Be a proud Malaysian and a critical thinker


  • Letters
  • Friday, 18 Oct 2019

IT seems to be embedded in our Malaysian psyche – whether at school with our teachers, at work with our bosses or as a citizen with our leaders – that the viewpoints of our superiors (regardless whether they are right or wrong) are rarely questioned. This sheep mentality is ingrained in us from very young by teachers, preachers, leaders, and even parents and peers. That’s why time and again we read about corrupt dealings in boardrooms and the government where superiors giving their approval makes it OK for everyone else to obey instructions to the letter.

That’s why it’s accepted by the majority in Malaysia that titled individuals (whether they are deserving of the title or not – a uniquely Malaysian phenomenon) are seated in the front and given preferential treatment. That’s why civil servants in their dealings with the public sometimes show no compassion because they are merely following their standard operating procedures. That’s why our leaders think it’s unacceptable in Malaysia for a student to protest (against teachers) even if it’s a peaceful protest and within their rights.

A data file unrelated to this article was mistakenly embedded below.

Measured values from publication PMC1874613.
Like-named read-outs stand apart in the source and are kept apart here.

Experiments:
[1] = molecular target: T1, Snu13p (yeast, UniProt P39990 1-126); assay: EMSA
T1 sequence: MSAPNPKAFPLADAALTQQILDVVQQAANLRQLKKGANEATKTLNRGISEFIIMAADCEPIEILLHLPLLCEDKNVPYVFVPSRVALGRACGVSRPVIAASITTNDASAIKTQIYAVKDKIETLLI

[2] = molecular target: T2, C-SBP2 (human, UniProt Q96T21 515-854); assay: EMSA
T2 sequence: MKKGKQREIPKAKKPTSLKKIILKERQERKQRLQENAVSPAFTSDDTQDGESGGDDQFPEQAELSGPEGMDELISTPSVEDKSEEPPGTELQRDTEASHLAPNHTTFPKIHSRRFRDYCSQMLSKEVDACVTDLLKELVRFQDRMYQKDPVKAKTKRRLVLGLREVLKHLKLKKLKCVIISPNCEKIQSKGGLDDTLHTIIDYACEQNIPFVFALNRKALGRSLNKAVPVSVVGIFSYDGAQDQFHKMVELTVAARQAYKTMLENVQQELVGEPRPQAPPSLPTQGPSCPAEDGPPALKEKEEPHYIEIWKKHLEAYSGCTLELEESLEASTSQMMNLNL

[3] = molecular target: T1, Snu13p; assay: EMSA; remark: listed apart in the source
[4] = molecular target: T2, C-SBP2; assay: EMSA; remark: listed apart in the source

While we all want Malaysia to be equal to First World nations, we seem to be reluctant to do away with this behaviour, which probably had its beginnings in our ancestors having to say “Yes, sir” to colonial masters, “Ya, tuan!” to their tin miner and rubber estate bosses.

If we truly want future generations to be on an equal footing with developed nations, we need to do some serious soul searching and do a bit of social engineering (similar to what Lee Kuan Yew did with Singaporeans in the 1960s) with our youth. We need to foster an environment in which it’s acceptable to be a proud Malaysian who is a critical thinker, ethical, passionate about beliefs, civic conscious, tolerant of others’ religion and culture, and lastly, always a patriot.

TUNKU RAZMAN TUNKU TAN SRI SHAHRIMAN

Kuala Lumpur
Article type: free
User access status: 3

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